By Sue Pascoe
Chef Rob Scambia was preparing a banana and raspberry Neapolitan, a cheesecake and an apple and blueberry strudel at Fire Station 69 (Sunset and Carey) before dinner on April 5.
Scambia, who was chosen as Person of the Week on ABC’s World News Tonight with David Muir on March 17, 2017, had gone to a Palisades grocery store, purchased enough food for a feast and then spent the afternoon cooking for the C Platoon.
“I came here this morning,” said Scambia, who lives in Florida. “I’m honored to be here, they made me feel at home.”
Scambia said he has cooked meals for more than 417 fire stations in Florida, but this is the first station he has cooked at in California.
In a 2016 Orlando Sentinel article, Carolyn Scambia said her husband’s devotion to firefighters began when a fire broke out at their apartment complex after they moved to Florida from New York City in 2001 with their two-year-old boy.
“Firefighters bravely battled the flames and even managed to rescue a special toy for their autistic son,” the Sentinel wrote. “Two months later, the 9/11 terrorist attacks took the life of a firefighting friend. It was then that Scambia said he ‘promised God’ he would cook for all the fire stations in Florida.”
He felt that it was his way of giving back and honoring the 343 firefighters who were killed in New York.
Nearly 15 years ago, Scambia started assembling the recipes he had prepared at fire stations and put them into a “Hero’s Cookbook.” His plan was to donate the proceeds of the book to fire station benevolent associations.
He completed the first book in 2006 with 60 recipes, but lacked funding to get it published. Then, Florida firefighter Maria Bernard raised $5,000 through an online fundraiser.
Kleenex found the campaign online and reached out to Bernard with an idea to fea- ture Scambia’s story on their “Someone Needs One” marketing campaign. After Kleenex posted the story on its Facebook page, and sponsored the printing of 125 books, orders started flowing in.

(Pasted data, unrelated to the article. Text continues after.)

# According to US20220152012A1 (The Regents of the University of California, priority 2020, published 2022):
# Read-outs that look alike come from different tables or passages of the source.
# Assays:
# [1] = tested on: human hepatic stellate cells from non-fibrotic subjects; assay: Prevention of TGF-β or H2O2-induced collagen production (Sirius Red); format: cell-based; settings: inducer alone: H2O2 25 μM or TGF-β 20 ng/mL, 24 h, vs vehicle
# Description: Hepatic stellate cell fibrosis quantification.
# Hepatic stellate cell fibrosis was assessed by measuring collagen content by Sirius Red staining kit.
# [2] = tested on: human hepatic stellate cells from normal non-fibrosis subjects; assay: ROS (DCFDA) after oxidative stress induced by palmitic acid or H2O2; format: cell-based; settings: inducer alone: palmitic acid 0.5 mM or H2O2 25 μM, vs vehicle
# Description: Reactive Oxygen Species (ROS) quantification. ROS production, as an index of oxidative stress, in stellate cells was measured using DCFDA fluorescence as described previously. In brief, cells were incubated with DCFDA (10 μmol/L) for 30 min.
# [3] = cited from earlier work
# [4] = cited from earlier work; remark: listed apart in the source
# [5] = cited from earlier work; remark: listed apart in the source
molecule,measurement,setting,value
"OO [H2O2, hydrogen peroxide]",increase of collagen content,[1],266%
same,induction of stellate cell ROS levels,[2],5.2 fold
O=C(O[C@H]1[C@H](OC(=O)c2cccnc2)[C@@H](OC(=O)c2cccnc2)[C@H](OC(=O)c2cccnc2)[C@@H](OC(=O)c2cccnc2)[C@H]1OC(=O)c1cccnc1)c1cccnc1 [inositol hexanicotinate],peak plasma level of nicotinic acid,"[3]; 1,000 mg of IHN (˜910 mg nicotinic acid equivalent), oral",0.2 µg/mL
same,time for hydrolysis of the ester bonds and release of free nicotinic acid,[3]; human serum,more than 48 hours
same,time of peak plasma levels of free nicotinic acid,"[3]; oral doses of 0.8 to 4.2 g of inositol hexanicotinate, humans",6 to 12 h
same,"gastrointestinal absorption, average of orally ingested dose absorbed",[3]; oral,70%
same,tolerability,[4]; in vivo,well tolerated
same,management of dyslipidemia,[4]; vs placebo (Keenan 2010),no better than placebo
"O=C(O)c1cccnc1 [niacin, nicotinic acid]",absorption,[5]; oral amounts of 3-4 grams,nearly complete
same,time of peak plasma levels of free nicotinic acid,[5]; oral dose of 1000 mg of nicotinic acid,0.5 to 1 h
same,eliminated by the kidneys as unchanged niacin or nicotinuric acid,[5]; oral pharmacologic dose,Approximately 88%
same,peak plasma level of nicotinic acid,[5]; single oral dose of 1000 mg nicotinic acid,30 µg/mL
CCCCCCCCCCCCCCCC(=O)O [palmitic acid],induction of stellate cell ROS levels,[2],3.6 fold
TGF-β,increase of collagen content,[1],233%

Born in New York City, Scambia received his degree in pediatric dentistry in Perugia, Italy. He returned to the U.S., married Carolyn and they adopted their son before moving to Florida.
But Scambia wasn’t happy. “I was tired of putting my hands into people’s mouths,” he said. Supported by his wife, he went to culinary school until 1 p.m. and then worked overnight in telemarketing.
Now, when he’s not cooking for firefighters, the trained chef works part-time in the bakery department at a Publix’s grocery store.
He seemed right at home in Station 69’s kitchen. “It’s interesting to work in different kitchens,” he said. “It’s kind of fun and kind of a challenge.”
Maybe the person most surprised to have a bona fide chef in the kitchen was 69’s Captain Erik Schneider, who initially spoke to Scambia when he called and asked permission to cook for the firefighters.
“It took me a couple of minutes to figure out it was real,” said Schneider, who initially thought it might be a prank call. “I looked up the website and Rob was real.” The station’s other captains agreed that they should welcome Scambia to their kitchen.
Another surprised person on April 5 was firefighter Brando Blue, who isn’t stationed here, but was filling in. “I thought I was going to be working overtime, but now it’s going to be a treat,” Blue said.
Scambia’s homemade bread, a red sauce with spareribs, asparagus, carrots wrapped with bacon, chicken and potatoes—and dessert—were all pronounced delicious.
The chef took several photos with the firefighters and hopes to publish them in his next cookbook. He has raised $58,000 through his cook book for Florida fire- fighters.
On ABC’s World News Tonight with David Muir, Scambia said, “What you can give and what you can give back is that joy from other people . . . That’s what I’m doing this for.”
Scambia’s cookbook can be purchased at chefrobheroescookbook.org/store/A-Heros-Cookbook-p84006460.